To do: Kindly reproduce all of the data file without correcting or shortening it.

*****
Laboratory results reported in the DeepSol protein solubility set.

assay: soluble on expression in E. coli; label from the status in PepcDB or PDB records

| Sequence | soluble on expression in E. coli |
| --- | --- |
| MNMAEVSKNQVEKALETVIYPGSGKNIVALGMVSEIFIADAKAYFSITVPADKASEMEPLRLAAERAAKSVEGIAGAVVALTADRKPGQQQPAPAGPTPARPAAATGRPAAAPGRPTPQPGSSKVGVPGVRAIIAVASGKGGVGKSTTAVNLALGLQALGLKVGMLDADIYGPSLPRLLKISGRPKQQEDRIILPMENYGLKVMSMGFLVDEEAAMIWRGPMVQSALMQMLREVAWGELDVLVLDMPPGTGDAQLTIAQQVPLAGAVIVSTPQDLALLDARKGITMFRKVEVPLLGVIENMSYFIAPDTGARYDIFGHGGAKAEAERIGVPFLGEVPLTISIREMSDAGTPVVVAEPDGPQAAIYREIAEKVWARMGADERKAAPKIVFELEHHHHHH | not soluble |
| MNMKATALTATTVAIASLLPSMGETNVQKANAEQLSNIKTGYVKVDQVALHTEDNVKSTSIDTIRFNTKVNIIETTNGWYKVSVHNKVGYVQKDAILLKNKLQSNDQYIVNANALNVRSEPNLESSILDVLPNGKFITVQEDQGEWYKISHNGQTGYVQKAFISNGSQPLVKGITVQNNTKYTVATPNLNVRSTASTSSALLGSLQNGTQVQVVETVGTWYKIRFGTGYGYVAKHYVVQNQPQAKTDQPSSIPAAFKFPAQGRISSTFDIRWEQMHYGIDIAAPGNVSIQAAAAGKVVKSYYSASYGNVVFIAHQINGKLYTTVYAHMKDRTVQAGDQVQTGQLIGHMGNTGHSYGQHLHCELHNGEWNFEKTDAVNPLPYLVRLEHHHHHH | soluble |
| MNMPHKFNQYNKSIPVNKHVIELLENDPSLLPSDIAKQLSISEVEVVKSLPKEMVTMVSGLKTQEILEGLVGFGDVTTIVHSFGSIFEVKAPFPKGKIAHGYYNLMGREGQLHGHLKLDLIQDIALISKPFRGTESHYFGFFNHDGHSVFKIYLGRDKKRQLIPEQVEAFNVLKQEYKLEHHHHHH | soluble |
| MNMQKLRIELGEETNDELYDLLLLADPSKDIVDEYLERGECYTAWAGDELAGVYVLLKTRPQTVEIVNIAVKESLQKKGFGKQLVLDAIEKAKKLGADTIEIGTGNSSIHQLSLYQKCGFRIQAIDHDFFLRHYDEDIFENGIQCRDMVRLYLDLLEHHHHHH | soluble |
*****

Laboratory results reported in the DeepSol protein solubility set.

assay: soluble on expression in E. coli; label from the status in PepcDB or PDB records

| Sequence | soluble on expression in E. coli |
| --- | --- |
| MNMAEVSKNQVEKALETVIYPGSGKNIVALGMVSEIFIADAKAYFSITVPADKASEMEPLRLAAERAAKSVEGIAGAVVALTADRKPGQQQPAPAGPTPARPAAATGRPAAAPGRPTPQPGSSKVGVPGVRAIIAVASGKGGVGKSTTAVNLALGLQALGLKVGMLDADIYGPSLPRLLKISGRPKQQEDRIILPMENYGLKVMSMGFLVDEEAAMIWRGPMVQSALMQMLREVAWGELDVLVLDMPPGTGDAQLTIAQQVPLAGAVIVSTPQDLALLDARKGITMFRKVEVPLLGVIENMSYFIAPDTGARYDIFGHGGAKAEAERIGVPFLGEVPLTISIREMSDAGTPVVVAEPDGPQAAIYREIAEKVWARMGADERKAAPKIVFELEHHHHHH | not soluble |
| MNMKATALTATTVAIASLLPSMGETNVQKANAEQLSNIKTGYVKVDQVALHTEDNVKSTSIDTIRFNTKVNIIETTNGWYKVSVHNKVGYVQKDAILLKNKLQSNDQYIVNANALNVRSEPNLESSILDVLPNGKFITVQEDQGEWYKISHNGQTGYVQKAFISNGSQPLVKGITVQNNTKYTVATPNLNVRSTASTSSALLGSLQNGTQVQVVETVGTWYKIRFGTGYGYVAKHYVVQNQPQAKTDQPSSIPAAFKFPAQGRISSTFDIRWEQMHYGIDIAAPGNVSIQAAAAGKVVKSYYSASYGNVVFIAHQINGKLYTTVYAHMKDRTVQAGDQVQTGQLIGHMGNTGHSYGQHLHCELHNGEWNFEKTDAVNPLPYLVRLEHHHHHH | soluble |
| MNMPHKFNQYNKSIPVNKHVIELLENDPSLLPSDIAKQLSISEVEVVKSLPKEMVTMVSGLKTQEILEGLVGFGDVTTIVHSFGSIFEVKAPFPKGKIAHGYYNLMGREGQLHGHLKLDLIQDIALISKPFRGTESHYFGFFNHDGHSVFKIYLGRDKKRQLIPEQVEAFNVLKQEYKLEHHHHHH | soluble |
| MNMQKLRIELGEETNDELYDLLLLADPSKDIVDEYLERGECYTAWAGDELAGVYVLLKTRPQTVEIVNIAVKESLQKKGFGKQLVLDAIEKAKKLGADTIEIGTGNSSIHQLSLYQKCGFRIQAIDHDFFLRHYDEDIFENGIQCRDMVRLYLDLLEHHHHHH | soluble |